You may not want to refer to someone as "gay" unless you know that's how they identify themselves. When talking to someone about their sexual orientation, use the terms they use. It's okay (and often encouraged!) to ask what ratings people like best.


What is Asexuality?


People who are considered asexual don't really feel sexual attraction to anyone. They may think that others are physically attractive, or they may want to be in romantic relationships with people — but they are not interested in having sex or doing sexual things with other people. Asexual people sometimes use the word "ace" for short.

Asexuality has nothing to do with romantic attraction. Many asexuals feel emotionally attracted to people – so they may identify as asexual, as well as gay, lesbian, bisexual, or straight. They feel no desire to act on these feelings in a sexual way.

Asexual people have emotional needs just like everyone else. Some asexual people have romantic relationships, and some don't. They approach people or experience intimacy in ways other than sex.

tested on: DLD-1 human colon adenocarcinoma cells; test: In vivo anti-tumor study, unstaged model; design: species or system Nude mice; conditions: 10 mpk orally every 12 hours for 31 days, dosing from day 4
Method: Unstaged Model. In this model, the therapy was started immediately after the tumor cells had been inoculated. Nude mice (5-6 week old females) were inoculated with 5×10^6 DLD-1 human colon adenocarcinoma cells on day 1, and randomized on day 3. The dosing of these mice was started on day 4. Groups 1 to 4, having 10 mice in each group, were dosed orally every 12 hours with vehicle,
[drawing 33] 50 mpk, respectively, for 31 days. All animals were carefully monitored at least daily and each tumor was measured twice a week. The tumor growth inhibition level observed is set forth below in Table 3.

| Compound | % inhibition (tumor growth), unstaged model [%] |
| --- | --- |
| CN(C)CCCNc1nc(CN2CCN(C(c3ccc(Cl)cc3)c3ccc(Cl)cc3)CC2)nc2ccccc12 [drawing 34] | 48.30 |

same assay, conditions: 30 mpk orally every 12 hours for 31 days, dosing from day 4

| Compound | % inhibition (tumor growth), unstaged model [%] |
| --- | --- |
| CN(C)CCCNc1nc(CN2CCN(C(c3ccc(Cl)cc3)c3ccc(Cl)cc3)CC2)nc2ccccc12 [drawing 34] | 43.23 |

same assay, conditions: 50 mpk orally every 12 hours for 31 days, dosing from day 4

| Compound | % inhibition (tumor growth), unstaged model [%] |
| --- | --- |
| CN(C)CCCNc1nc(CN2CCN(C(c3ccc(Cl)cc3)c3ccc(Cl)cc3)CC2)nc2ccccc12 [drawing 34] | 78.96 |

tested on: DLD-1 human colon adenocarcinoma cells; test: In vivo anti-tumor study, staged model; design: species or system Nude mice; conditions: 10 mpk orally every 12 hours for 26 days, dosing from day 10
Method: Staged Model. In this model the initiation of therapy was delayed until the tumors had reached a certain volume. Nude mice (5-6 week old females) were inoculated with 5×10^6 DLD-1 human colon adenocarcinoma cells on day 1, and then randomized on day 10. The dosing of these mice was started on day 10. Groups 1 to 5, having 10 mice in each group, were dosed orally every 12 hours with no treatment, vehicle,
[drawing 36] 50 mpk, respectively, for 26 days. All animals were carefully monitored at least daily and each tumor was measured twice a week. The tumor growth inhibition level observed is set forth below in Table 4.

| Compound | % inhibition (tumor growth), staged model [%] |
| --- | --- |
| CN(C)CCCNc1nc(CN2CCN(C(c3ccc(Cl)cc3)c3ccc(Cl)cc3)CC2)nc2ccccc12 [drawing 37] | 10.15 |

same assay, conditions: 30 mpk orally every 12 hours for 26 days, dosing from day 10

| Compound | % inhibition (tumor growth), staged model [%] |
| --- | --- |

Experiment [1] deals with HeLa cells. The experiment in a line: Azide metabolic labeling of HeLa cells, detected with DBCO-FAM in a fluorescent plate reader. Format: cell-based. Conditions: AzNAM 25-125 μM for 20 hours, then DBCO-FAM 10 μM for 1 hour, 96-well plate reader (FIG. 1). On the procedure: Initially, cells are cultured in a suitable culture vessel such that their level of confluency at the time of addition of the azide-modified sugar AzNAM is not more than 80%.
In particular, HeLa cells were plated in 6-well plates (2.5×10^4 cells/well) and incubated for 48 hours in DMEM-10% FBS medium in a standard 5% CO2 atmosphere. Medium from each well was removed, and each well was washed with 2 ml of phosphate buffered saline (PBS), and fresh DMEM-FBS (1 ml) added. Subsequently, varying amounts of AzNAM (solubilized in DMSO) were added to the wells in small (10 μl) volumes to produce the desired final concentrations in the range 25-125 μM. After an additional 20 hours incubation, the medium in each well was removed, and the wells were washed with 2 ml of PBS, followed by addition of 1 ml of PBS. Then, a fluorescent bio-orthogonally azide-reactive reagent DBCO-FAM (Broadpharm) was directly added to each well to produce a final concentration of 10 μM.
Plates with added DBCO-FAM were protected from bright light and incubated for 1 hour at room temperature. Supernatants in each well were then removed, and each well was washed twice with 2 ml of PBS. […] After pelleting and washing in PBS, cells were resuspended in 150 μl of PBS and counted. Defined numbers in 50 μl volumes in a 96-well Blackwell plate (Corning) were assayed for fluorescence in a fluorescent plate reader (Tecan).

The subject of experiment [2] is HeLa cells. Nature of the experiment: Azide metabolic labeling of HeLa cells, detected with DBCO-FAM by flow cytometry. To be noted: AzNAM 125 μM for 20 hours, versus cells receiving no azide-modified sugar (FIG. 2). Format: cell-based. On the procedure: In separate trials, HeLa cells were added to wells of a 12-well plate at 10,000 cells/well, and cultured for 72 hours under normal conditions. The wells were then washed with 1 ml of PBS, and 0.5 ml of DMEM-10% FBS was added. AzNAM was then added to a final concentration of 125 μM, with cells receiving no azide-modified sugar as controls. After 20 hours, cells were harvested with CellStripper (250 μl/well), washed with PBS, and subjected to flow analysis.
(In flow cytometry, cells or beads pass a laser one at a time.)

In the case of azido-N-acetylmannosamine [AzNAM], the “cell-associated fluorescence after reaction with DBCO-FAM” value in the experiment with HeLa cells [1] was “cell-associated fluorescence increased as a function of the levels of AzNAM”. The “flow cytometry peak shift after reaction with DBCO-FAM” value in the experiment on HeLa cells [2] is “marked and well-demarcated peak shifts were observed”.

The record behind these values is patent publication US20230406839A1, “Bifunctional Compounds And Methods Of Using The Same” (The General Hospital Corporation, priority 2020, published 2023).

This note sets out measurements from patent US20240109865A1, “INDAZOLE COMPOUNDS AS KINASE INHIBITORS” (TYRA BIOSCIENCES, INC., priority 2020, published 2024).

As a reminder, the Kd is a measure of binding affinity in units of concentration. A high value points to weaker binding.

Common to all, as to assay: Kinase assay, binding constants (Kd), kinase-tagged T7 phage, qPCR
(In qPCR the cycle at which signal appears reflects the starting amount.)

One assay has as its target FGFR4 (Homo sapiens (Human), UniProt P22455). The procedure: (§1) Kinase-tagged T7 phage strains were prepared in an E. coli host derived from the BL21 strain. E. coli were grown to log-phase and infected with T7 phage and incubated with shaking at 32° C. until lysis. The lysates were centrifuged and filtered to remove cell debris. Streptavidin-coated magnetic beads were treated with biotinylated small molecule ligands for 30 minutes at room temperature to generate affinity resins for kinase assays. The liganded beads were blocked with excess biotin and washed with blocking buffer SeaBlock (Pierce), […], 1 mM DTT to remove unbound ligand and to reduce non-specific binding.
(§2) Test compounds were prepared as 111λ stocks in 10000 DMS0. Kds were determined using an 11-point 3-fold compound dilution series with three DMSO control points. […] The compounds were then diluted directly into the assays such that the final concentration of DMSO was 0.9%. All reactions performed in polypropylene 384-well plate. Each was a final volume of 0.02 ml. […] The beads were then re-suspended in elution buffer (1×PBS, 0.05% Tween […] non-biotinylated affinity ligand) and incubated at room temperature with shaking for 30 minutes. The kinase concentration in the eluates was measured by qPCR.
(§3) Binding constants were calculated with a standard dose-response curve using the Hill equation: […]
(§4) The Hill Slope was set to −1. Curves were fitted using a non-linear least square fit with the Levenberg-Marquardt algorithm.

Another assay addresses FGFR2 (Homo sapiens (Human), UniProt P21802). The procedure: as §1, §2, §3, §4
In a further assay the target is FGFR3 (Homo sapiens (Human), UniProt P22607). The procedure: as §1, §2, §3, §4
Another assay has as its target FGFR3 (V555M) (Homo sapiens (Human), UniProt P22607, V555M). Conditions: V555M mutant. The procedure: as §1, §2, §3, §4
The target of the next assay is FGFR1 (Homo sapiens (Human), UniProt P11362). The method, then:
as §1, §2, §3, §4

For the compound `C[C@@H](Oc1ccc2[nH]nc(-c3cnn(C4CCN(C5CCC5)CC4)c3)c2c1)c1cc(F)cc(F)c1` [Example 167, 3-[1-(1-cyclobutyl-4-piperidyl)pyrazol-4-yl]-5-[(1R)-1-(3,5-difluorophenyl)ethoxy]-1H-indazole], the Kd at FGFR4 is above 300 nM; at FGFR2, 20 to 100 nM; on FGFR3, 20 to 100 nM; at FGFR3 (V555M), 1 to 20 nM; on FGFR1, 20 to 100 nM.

There are also people who don't feel romantically attracted or want to be in romantic relationships - they might identify as fragrant. Being aromatic and asexual are two separate things.

Some asexual people are aroused (turned on), but they do not feel the desire to have sex with other people. Some asexual people masturbate. But others may not feel the excitement at all.

It's perfectly normal to go through times when you don't want to have sex, but that doesn't necessarily mean you're asexual. And asexuality is not the same thing as being celibate. Celibacy is a choice you make, and asexuality is a gender identity — who you are, of course.

Like other sexual orientations, asexuality is not always black and white. There is a spectrum between being sexual (being sexually attractive) and being asexual. Different people fall into different places on this spectrum. Some people who have very little sexual attraction to others are known as Gray-A. Some people who are only sexually attracted to people they have relationships with identify as intersex. Want to know how to get to know someone? Ask them.

There is nothing "wrong" with asexual people, nor is there evidence to support that people are asexual due to any kind of mental health or trauma. It's actually a common species - some research says 1 in 100 adults is asexual. You can find more information about asexuality at the Asexual Vision and Education Network.